Paranormal Activity

From the dark underground of film festivals like Screamfest and Slamdance comes “Paranormal Activity,” a low-budget horror flick that uses its do-it-yourself aesthetic to great advantage in scaring the pee out of viewers. Rather than building elaborate (and expensive) sets or relying on horrifying (and expensive) special effects, first-time filmmaker Oren Peli simply shot the whole thing in his own house, an ordinary, un-scary three-bedroom home that could easily be my house, or your house, or anyone’s house. Ergo, the terrifying things that happen here could also happen … well … you see where I’m going with this. Good luck sleeping tonight!

Like “The Blair Witch Project” or “Cloverfield,” “Paranormal Activity” purports to be documentary footage shot by its subjects, in this case a young couple named Micah Sloat and Katie Featherston, played by actors of the same names. The “engaged to be engaged” pair has been experiencing unusual sights and sounds at night, and Micah has bought a video camera to try to capture whatever it is on tape. (Those who were made queasy by the other films I mentioned will be glad to know that Micah has a steady hand when he carries the camera, and he sets it on a tripod or other stationary object much of the time.)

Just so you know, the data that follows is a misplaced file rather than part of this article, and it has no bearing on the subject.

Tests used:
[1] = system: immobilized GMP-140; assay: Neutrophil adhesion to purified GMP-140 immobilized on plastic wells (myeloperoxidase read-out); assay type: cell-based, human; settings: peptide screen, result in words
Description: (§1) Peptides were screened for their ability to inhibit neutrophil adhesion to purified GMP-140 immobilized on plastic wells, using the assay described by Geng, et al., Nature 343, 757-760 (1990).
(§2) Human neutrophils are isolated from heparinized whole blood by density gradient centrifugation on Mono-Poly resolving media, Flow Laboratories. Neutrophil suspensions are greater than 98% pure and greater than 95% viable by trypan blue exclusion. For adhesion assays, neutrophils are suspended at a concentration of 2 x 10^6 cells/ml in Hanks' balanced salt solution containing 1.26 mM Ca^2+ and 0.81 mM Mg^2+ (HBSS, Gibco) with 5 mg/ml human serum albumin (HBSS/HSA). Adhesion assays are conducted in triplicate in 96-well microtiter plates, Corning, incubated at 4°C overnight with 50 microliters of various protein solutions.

Katie takes the whole thing more seriously than her boyfriend does, having been plagued by these phenomena off and on since she was 8 years old. Micah’s approach is more practical: We’re going to film everything, we’re going to analyze the recordings, and we’re going to put a stop to this. Before too long, he’s scared enough to stop cracking jokes about Ouija boards and psychics.

And that’s the premise — simple and elegant and ripe with possibilities, which Peli explores to a highly satisfying and bone-chilling degree. Everything in the film was shot by the characters, which means you’ll need to get over the impulse to wonder why they keep filming even when things turn scary. And Peli lets the suspense build slowly and gradually to its terrifying crescendo, so impatient types beware.

The crucial scenes are the ones at night, with the couple asleep in bed, a small light left on in the corner so the camera can capture whatever happens. Upstage is the bedroom door, left open to permit us a view of the dark hallway beyond it. The camera is motionless, of course, so there’s nothing directing our attention to any particular part of the screen. If something alarming occurs, it could come from anywhere within the frame, and at any moment. The tension is often unbearable, and it’s not much of a relief when the anticipation is over and the real fright kicks in.

The daytime scenes, which help regulate the pace of the film so it’s not constantly operating at maximum capacity (this is good for your heart, too), are by necessity less compelling than the nighttime ones, and there comes a point where you might wish we could omit them and just stick to the good stuff. The film needs them, though, and the two actors — this is essentially a two-person story — have a natural chemistry and rapport that bolsters the film’s believability. That’s crucial, too, of course. What happens to them could happen to you. I sure hope it doesn’t, though, for your sake.

B+ (1 hr., 26 min.; R, a fair amount of harsh profanity, general scariness.)